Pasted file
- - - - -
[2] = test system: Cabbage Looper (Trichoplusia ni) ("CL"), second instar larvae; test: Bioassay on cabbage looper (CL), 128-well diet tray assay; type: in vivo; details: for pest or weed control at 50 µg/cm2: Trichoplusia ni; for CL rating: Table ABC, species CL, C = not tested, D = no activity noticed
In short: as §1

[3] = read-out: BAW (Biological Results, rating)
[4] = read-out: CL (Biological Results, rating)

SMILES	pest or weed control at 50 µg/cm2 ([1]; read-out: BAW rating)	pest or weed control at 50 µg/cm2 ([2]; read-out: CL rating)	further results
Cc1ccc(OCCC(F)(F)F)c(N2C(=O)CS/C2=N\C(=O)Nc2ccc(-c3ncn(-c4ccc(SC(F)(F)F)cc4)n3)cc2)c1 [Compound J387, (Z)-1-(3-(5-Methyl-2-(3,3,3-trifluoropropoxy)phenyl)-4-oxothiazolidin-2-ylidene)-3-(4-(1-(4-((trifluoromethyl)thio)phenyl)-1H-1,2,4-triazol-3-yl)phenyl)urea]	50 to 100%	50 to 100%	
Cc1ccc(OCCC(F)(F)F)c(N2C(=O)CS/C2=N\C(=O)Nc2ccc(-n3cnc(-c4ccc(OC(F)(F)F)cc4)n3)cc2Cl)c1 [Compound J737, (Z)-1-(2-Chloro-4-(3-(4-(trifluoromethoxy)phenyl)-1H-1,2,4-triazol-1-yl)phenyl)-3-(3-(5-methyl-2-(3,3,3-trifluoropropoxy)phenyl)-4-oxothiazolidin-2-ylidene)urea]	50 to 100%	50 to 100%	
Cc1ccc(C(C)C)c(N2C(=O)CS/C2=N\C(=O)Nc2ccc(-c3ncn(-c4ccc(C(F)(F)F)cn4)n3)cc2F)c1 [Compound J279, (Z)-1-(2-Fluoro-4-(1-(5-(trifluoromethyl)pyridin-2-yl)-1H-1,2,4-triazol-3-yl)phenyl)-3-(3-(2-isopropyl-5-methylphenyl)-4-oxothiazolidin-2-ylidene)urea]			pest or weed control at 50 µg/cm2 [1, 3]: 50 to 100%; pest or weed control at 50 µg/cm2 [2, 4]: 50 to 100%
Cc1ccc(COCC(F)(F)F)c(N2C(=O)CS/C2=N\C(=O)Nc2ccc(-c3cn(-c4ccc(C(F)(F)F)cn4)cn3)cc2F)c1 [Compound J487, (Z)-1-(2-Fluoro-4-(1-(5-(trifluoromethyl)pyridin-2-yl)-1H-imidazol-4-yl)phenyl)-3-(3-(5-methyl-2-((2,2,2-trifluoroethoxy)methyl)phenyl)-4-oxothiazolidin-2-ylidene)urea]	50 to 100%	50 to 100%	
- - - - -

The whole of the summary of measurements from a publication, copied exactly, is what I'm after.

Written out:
[2] = test system: Cabbage Looper (Trichoplusia ni) ("CL"), second instar larvae; test: Bioassay on cabbage looper (CL), 128-well diet tray assay; type: in vivo; details: for pest or weed control at 50 µg/cm2: Trichoplusia ni; for CL rating: Table ABC, species CL, C = not tested, D = no activity noticed
In short: as §1

[3] = read-out: BAW (Biological Results, rating)
[4] = read-out: CL (Biological Results, rating)

SMILES	pest or weed control at 50 µg/cm2 ([1]; read-out: BAW rating)	pest or weed control at 50 µg/cm2 ([2]; read-out: CL rating)	further results
Cc1ccc(OCCC(F)(F)F)c(N2C(=O)CS/C2=N\C(=O)Nc2ccc(-c3ncn(-c4ccc(SC(F)(F)F)cc4)n3)cc2)c1 [Compound J387, (Z)-1-(3-(5-Methyl-2-(3,3,3-trifluoropropoxy)phenyl)-4-oxothiazolidin-2-ylidene)-3-(4-(1-(4-((trifluoromethyl)thio)phenyl)-1H-1,2,4-triazol-3-yl)phenyl)urea]	50 to 100%	50 to 100%	
Cc1ccc(OCCC(F)(F)F)c(N2C(=O)CS/C2=N\C(=O)Nc2ccc(-n3cnc(-c4ccc(OC(F)(F)F)cc4)n3)cc2Cl)c1 [Compound J737, (Z)-1-(2-Chloro-4-(3-(4-(trifluoromethoxy)phenyl)-1H-1,2,4-triazol-1-yl)phenyl)-3-(3-(5-methyl-2-(3,3,3-trifluoropropoxy)phenyl)-4-oxothiazolidin-2-ylidene)urea]	50 to 100%	50 to 100%	
Cc1ccc(C(C)C)c(N2C(=O)CS/C2=N\C(=O)Nc2ccc(-c3ncn(-c4ccc(C(F)(F)F)cn4)n3)cc2F)c1 [Compound J279, (Z)-1-(2-Fluoro-4-(1-(5-(trifluoromethyl)pyridin-2-yl)-1H-1,2,4-triazol-3-yl)phenyl)-3-(3-(2-isopropyl-5-methylphenyl)-4-oxothiazolidin-2-ylidene)urea]			pest or weed control at 50 µg/cm2 [1, 3]: 50 to 100%; pest or weed control at 50 µg/cm2 [2, 4]: 50 to 100%
Cc1ccc(COCC(F)(F)F)c(N2C(=O)CS/C2=N\C(=O)Nc2ccc(-c3cn(-c4ccc(C(F)(F)F)cn4)cn3)cc2F)c1 [Compound J487, (Z)-1-(2-Fluoro-4-(1-(5-(trifluoromethyl)pyridin-2-yl)-1H-imidazol-4-yl)phenyl)-3-(3-(5-methyl-2-((2,2,2-trifluoroethoxy)methyl)phenyl)-4-oxothiazolidin-2-ylidene)urea]	50 to 100%	50 to 100%	